Titanium Dioxide in Food

Medically Reviewed by Melinda Ratini, MS, DO on July 26, 2022
3 min read

Studies suggest that people are more likely to buy and eat foods that are brighter or more vibrant in color. And titanium dioxide is one way to make that happen.

Titanium dioxide is a powder that’s also used as a white pigment in a variety of products such as sunscreens, cosmetics, paints, and plastics. The pigment grade is also known as titanium white, pigment white 6, or CI 77891; it is the whitest and brightest of all known pigments.

Titanium dioxide can boost and brighten white opacity because of how well it scatters light. In food and drugs, this additive is known as E171 and helps define colors clearly and can prevent UV degradation (cracking and breakdown of materials).

You can find titanium dioxide in food products like candy, coffee creamer, baking and cake decorations, and white sauces. E171 is often used to give a natural whiteness and opacity to foods, helping make them better-looking.

In the environment, titanium is exposed to oxygen, making the titanium oxides found in many minerals, sands, soils, and dusts.

Manufacturers get titanium dioxide from minerals called brookite, rutile, and anatase. It is processed and refined to meet strict safety guidelines.

In food, E171 is always combined with other ingredients like proteins and fats to create the additive.

You can find titanium dioxide in products like:

  • ‌Milk
  • Coffee creamer
  • Salad dressing
  • Candy and sweets
  • Chocolate
  • Chewing gum
  • Snacks
  • Sauces
  • Vitamin supplements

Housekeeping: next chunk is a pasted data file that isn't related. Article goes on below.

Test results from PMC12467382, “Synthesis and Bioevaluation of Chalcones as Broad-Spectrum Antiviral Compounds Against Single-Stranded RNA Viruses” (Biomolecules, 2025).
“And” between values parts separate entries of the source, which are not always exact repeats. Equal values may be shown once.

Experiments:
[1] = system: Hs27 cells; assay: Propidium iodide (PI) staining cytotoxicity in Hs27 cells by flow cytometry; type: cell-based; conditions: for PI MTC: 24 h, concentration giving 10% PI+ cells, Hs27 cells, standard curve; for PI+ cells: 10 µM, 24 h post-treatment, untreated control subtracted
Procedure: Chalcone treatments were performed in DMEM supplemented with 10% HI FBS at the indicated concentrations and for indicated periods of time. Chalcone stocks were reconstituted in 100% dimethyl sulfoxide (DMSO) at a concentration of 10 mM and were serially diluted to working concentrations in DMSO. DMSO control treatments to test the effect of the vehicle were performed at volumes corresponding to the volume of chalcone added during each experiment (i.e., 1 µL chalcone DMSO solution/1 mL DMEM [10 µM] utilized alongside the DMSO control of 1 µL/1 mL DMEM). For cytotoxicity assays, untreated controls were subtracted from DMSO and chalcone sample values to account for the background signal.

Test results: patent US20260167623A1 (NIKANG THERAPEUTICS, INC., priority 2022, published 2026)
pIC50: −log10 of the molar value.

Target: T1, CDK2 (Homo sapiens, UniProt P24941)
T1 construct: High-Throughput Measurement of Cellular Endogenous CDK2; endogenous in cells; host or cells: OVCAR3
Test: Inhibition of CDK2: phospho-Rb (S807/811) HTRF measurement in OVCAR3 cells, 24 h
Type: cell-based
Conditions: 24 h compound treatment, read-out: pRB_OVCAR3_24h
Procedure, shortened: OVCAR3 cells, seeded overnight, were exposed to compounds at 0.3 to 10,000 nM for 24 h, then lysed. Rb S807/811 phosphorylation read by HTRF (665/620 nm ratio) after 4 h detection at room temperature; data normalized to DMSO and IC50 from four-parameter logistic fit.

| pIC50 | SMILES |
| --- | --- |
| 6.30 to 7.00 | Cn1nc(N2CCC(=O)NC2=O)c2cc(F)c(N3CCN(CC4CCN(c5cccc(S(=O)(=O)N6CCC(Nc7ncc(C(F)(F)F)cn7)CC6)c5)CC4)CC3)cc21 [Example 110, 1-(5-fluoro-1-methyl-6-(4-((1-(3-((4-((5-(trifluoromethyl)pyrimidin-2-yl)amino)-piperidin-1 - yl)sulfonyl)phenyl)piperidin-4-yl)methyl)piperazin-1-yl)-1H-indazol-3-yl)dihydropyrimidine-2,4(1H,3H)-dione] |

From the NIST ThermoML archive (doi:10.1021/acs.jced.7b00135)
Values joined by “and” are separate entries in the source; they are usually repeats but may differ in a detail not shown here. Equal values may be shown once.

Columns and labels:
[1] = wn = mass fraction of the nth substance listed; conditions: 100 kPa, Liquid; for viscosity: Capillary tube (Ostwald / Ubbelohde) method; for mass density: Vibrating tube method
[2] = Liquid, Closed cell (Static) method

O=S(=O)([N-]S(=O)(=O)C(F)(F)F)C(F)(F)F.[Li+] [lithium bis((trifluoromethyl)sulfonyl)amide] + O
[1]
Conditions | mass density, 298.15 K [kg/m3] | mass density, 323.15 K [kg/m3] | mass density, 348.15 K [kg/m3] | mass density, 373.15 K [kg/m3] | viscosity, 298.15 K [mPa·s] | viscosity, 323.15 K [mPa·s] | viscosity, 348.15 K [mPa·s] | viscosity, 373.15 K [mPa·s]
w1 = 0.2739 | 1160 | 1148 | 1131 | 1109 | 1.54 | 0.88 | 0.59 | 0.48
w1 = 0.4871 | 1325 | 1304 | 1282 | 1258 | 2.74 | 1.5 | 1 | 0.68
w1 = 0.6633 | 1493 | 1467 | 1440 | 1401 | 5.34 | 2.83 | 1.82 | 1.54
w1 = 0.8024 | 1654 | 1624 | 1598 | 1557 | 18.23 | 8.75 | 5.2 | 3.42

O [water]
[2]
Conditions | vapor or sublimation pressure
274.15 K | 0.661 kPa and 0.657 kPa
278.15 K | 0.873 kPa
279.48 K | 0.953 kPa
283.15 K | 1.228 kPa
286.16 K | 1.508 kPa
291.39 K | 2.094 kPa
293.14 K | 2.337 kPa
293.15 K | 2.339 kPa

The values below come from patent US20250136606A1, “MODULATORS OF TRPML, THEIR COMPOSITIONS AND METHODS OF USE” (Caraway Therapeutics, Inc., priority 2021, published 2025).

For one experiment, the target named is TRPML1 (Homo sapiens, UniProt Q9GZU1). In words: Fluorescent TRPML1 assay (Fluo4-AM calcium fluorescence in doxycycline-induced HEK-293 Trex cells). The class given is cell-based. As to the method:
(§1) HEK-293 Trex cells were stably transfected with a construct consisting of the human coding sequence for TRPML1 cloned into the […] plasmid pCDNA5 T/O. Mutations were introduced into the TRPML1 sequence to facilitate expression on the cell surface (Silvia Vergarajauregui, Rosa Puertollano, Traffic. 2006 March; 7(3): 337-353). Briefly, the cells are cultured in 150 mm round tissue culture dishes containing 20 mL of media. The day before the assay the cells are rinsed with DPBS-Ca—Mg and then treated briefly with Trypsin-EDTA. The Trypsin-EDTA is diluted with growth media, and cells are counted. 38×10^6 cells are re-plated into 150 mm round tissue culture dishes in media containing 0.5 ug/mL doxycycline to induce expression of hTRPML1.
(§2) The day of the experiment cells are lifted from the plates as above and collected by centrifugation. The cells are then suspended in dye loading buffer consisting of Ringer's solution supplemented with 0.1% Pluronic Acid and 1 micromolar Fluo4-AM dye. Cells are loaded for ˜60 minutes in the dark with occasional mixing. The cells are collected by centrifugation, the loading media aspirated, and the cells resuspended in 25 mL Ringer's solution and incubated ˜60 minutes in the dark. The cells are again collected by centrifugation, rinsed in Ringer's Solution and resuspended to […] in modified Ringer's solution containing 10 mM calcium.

‌If you're curious about whether something you’re eating contains titanium dioxide, you can check the ingredients list.

The FDA and certain other regulatory agencies around the world say that titanium dioxide may be safely used for coloring foods. The FDA provides strict guidelines on how much can be used in food. The limit is very small: no more than 1% titanium dioxide.

Not everyone agrees it’s safe, though. The European Commission will ban titanium dioxide as a food additive in the European Union after Aug. 7, 2022.

The decision came on the heels of a 2021 report from an expert panel at the European Food Safety Authority, which reviewed of data and studies on titanium dioxide. The panel said it couldn’t rule out concerns that the food additive might be able to damage DNA and possibly lead to cancer. They explained that after you eat something that has titanium dioxide in it, your body absorbs low levels of its particles – but the particles can build up as you eat more foods with this additive.

If you want to avoid titanium dioxide, be sure to read labels carefully and stick to minimally processed whole foods.

While it’s always a good idea to check the label, just know that the FDA doesn’t require food makers to list titanium dioxide by name on an ingredients list. The agency makes this exception for several approved color additives. Instead, titanium dioxide could be listed as:

  • Artificial colors
  • Artificial color added
  • Color added

Some people have concerns about the safety of titanium dioxide because of reports linking it to cancer.

But that depends on how titanium dioxide is being used and how you might come into contact with it. The International Agency for Research on Cancer (IARC) has classified titanium dioxide as possibly carcinogenic to humans, based on studies that showed more lung tumors in rats associated with breathing in titanium dioxide.